While Dems left the meeting rallying around a “cash for clunkers”program, there is still no consensus on that side of the aisle abouthow, or if, to create a cap-and-trade system that would reducegreehouse gas emissions, by making polluting energy sources (mainlycoal) pay for the damage their products cause.
Such a system is popular with people concerned about global warming,but it also has support from the green energy industry (includingsolar). That’s in part because cap-and-trade would help makeelectricity generated through clean energy reach “grid parity” — priceequivalence — with traditional polluting sources.
House majority leader Steny Hoyer told Reuters that even among Democrats there is “not a consensus at this time” on cap-and-trade.
Opposition by Democrats, however, is the least of the problems facing the bill.
Some Republicans see a less-than-united-front among Democratic as arare political opportunity to exploit. Texas Republican Joe Barton hasspoken gleefully about the “mass chaos” surrounding the bill,writes E&E reporter Darren Samuelsohn. And the committee’s rankingRepublican, Fred Upton (Mich), declared, “You’re not going to get thevotes on our side with a cap-and-trade tax, period.”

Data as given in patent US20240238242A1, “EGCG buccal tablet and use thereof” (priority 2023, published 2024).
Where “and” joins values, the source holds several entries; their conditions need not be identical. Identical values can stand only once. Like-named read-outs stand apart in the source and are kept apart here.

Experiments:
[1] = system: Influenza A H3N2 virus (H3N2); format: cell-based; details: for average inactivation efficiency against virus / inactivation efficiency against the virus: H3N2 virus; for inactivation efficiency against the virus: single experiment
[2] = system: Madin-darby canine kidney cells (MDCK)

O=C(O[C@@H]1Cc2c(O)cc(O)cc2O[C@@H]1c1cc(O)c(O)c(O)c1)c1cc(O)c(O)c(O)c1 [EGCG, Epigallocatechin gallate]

E&E recently ran sidebargiving their own prediction on how subcommittee members would likelyvote on Waxman-Markey bill. All eleven predicted “Yes” votes areDemocrats. All the thirteen “No” votes are Republicans. And of thedozen members in the “Maybe” category, all are Democrats, except one.The lone Republican is Mary Bono Mack, of California, who has scheduled a hearing for next Monday to push for expanding solar power projects on federal land.
Otherwise, the Republicans are looking more and more like the partyof “No,” marginalizing themselves even further in the process. But tomove the country forward in this critical area, Democrats will have toprove they are the party of “Yes” — not the party of “Maybe.”